It’s no doubt that technology is having an massive influence on who we are and what we do as a society and as individuals. Our “always connected” lives combined with a growing number of ways to share our every thought and experience has, in effect, made each person a publisher of their own life and story.
Last week, a new service called RebelMouse launched. Created by former HuffingtonPost CTO Paul Berry, it is a service that aggregates your activity across major websites (right now, sites include Facebook, Twitter, and Instagram) in addition to letting you write posts directly from the site and providing analytics around how people are consuming and sharing your content.
I’ve been using the service (my page: www.rebelmouse.com/sarahdoody) and enjoyed seeing how I’ve been representing myself and the story I’m telling through my posts. However, though this early usage, I’ve formed a hypothesis around how RebelMouse may bring some change and challenge to how brands approach the hot topic of “content”.
Last week, I wrote about a post called Kill The Content. Tell Your Stories. that focused on the idea that brands need to take a step back, and before they spend any more time creating content, they need to first understand their story. No amount of content is going to be worth anything unless it is enveloped in a great brand story that consumers can be a part of. So how does RebelMouse fit into all this?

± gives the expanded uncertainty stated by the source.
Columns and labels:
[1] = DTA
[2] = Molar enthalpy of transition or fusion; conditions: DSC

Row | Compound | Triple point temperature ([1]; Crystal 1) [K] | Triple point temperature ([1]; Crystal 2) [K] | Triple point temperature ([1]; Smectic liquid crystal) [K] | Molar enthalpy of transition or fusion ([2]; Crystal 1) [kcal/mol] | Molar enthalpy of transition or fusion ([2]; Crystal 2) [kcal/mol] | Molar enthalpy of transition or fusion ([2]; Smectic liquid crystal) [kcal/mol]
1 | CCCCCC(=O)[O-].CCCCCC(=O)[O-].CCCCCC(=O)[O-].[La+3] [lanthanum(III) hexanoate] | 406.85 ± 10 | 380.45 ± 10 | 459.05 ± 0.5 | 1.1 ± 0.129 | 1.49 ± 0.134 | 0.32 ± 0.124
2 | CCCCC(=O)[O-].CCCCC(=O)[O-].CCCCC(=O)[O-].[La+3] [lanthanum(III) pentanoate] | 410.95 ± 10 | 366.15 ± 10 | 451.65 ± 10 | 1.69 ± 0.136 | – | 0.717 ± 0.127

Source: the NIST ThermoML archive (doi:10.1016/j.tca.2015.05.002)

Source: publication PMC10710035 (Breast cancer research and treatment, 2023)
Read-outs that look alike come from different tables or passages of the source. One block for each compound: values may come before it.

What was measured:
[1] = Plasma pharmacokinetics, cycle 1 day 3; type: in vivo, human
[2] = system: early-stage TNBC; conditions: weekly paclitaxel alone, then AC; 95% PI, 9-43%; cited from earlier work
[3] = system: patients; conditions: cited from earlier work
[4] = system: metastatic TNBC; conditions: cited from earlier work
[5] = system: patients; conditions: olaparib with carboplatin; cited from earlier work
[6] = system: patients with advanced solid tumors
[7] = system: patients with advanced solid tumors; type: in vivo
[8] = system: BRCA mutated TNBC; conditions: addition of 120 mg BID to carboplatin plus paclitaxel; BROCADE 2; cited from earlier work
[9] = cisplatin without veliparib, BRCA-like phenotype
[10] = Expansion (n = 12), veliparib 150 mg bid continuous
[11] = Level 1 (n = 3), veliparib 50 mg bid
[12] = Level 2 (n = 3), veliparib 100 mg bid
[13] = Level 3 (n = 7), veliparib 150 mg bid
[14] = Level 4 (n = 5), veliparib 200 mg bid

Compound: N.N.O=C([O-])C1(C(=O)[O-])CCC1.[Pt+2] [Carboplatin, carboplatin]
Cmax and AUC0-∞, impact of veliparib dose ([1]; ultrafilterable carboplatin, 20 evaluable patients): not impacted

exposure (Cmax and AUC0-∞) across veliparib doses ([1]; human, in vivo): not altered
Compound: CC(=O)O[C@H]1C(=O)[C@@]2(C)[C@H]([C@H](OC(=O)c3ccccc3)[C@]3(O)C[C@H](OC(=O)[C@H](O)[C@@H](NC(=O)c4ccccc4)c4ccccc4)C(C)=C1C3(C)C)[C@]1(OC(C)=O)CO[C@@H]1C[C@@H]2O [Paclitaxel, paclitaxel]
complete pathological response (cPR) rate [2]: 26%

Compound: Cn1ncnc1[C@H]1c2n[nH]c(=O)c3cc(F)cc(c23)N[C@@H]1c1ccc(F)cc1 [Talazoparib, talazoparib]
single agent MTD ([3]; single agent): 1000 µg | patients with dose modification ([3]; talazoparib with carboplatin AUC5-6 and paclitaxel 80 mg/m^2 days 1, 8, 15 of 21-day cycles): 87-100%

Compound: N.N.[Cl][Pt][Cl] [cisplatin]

I think RebelMouse has the potential to be a mirror for brands – an opportunity for brands to see all their content in one place and realize that many of them are lacking a cohesive digital brand story.
In a recent AdAge article, Paul Berry had a quote that touched on the topic, saying that “A lot of big brands know they want to be publishers, but they also know that most of them suck at it.”. In the article, it goes on to talk about how part of the problem that Berry hopes to solve is to take some of the friction out of the actual publishing process for brands and companies. He says:
“A lot of people and companies are pretty damn good on Twitter and Facebook and really embarrassed about their websites,” Mr. Berry said. “But it shouldn’t be that hard. So this is for individuals who have their own websites, companies and brands with their own blogs, who are struggling with a Tumblr or WordPress type of operation.”
Will the ease of publishing and curation, combined with the mirror effect of RebelMouse cause brands to reflect on the quality of content they’re producing? Will people and brands be motivated to tell a better story about themselves? Will seeing all the posts next to each other shine a light on the fact that most brands today could serve themselves well by hitting pause on the publish button and go back to the storyboard?
What do you think? Curious to hear your thoughts.